Housing: is this cycle different?

Well that was fun. Old habits die hard, and Macro Man tends to be so fixated on inflation as a medium-term macro theme that he sometimes focuses too much on price data and not enough on other stuff. So proved to be the case yesterday, when the focus was not on CPI but on yet another piece of horrible housing data.

Fed rate cut hopes, which as recently as yesterday morning appeared dormant, received a fillip from both the housing data and the Beige Book, which indicated a marked deceleration in activity in late September/early October. Somewhat surprisingly, stocks appeared to take relatively little comfort from these relatively dovish developments. Could this perhaps be a sign that a deeper correction is looming? That early session eurphoria in equities, emerging markets, and FX carry gave way to renewed weakness and a widening of credit (to the degree that someone actually mentioned the euro crossover index!) lends credence to the notion.

Going back to housing, it has struck Macro Man that perhaps a sense of perspective might be useful. The financial press and blogosphere is awash with doom-and-gloom stories facing homebuilders, house prices, and any structure on U.S. soil with four walls and a roof. While housing starts certainly do not tell the whole story, they do represent the most mechanistic impact of housing on economic growth, via residential construction.The chart above shows monthly housing starts data going back to 1959. And what's immediately clear is that the anomaly is not the swift and steep decline in starts, which appears pretty standard for housing down-cycles, but rather the prolonged fifteen-year period of steady increases in hosuing starts. For that, of course, we have Easy Al to thank. His swift and deep rate cuts in 2001 propped up housing when the impact of the equity bubble bursting and the concomitant investment recession seemed likely to produce a downturn in housing. At least it seemed that way to Macro Man, who in late 2000 sold a property in Hilton Head- just as the party was getting started, as it turned out. In any case, this time (at least in terms of the deceleration in housing activity) doesn't appear to be different, after all. Will the same hold true for US household wealth?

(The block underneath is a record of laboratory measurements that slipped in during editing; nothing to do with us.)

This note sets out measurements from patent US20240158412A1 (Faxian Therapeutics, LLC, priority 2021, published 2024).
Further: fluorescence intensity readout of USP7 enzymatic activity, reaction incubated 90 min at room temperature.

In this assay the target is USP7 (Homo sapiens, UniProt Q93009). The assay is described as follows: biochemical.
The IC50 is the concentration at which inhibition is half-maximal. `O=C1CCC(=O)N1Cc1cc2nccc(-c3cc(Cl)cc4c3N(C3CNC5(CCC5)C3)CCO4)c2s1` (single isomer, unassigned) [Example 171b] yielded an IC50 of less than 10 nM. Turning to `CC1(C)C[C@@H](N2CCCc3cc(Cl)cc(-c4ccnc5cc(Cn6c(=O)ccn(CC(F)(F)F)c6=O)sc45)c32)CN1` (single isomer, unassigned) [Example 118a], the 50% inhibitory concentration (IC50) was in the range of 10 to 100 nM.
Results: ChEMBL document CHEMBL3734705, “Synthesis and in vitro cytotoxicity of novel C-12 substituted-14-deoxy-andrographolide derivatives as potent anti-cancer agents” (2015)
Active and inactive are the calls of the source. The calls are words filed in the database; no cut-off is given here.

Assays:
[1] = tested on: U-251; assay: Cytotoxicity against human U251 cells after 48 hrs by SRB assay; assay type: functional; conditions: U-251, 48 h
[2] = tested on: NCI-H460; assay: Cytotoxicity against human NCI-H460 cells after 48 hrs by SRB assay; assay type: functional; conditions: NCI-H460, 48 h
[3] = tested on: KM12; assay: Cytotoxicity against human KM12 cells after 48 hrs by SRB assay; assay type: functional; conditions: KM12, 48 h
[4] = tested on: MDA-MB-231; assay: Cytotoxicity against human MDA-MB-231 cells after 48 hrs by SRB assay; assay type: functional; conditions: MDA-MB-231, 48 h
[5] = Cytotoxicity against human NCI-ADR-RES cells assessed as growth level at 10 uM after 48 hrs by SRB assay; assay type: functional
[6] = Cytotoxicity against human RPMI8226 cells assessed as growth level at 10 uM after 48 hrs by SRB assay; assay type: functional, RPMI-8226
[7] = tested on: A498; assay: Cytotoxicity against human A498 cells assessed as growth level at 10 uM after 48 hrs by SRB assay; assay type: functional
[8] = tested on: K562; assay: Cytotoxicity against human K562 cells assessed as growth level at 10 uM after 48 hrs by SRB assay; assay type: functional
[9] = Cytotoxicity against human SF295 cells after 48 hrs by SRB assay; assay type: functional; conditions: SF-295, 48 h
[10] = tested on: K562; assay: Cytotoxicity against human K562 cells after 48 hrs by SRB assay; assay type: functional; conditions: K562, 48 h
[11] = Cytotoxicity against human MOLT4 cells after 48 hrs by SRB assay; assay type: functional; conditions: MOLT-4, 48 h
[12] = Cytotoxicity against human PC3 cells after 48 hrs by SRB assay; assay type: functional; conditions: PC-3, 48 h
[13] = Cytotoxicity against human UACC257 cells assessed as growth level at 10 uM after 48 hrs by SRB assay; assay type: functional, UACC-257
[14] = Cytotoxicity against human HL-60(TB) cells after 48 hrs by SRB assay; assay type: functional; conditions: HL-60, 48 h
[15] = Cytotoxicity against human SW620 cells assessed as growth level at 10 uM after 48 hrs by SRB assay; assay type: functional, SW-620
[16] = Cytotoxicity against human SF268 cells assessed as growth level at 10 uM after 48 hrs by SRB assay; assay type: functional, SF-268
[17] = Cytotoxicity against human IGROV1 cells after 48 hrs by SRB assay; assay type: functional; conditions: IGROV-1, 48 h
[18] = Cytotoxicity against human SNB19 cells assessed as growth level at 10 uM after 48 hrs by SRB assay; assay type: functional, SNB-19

Previous
Next Post »

16 comments

Click here for comments
Anonymous
admin
October 18, 2007 at 11:18 AM ×

'In any case, this time (at least in terms of the deceleration in housing activity) doesn't appear to be different, after all. Will the same hold true for US household wealth?'

Sorry, macro man, you lost me in the last couple of sentences. Can you explain your closing conclusion/conundrum in simpler terms for my benefit?

Enjoy reading your blog. Minor point: for those of us w/out access to a Bloomberg, some of the acronomyns you use are a bit confusing.

Reply
avatar
flipper
admin
October 18, 2007 at 11:43 AM ×

Hello there. excelent posts, as always.

Several things i wanted to ask. You are still long SPX and it does not look expensive on rates to PE.

Do you think that all doom and gloom from subprime is priced in to a certail degree? (I do).

And what is in your opiniton a trigger to exit longs? Sharp rise in yileds? China - US clash?

And what do you think of ex USSR markets? Many economies have high growth rates and stocks are relatively cheap.

And did you heard on Russian CB screwing the local debt market? It's really funny. Amid the credit crunch they put bids for local goverment bonds 2% above the market, injecting liquidity. And bought quite a size there. Now that the dust have settled they are selling it with a nice profit...

Reply
avatar
Anonymous
admin
October 18, 2007 at 1:52 PM ×

Anecdote

My bank's allowing us to renegotiate our mortgage into Swiss Francs 100bp's below my fixed rate now ( in $)..... not your father's carry-trade anymore .... Easy Al ? also Easy Gunther and Easy Hiroshi I suppose

Reply
avatar
"Cassandra"
admin
October 18, 2007 at 2:35 PM ×

anecdotally, but OT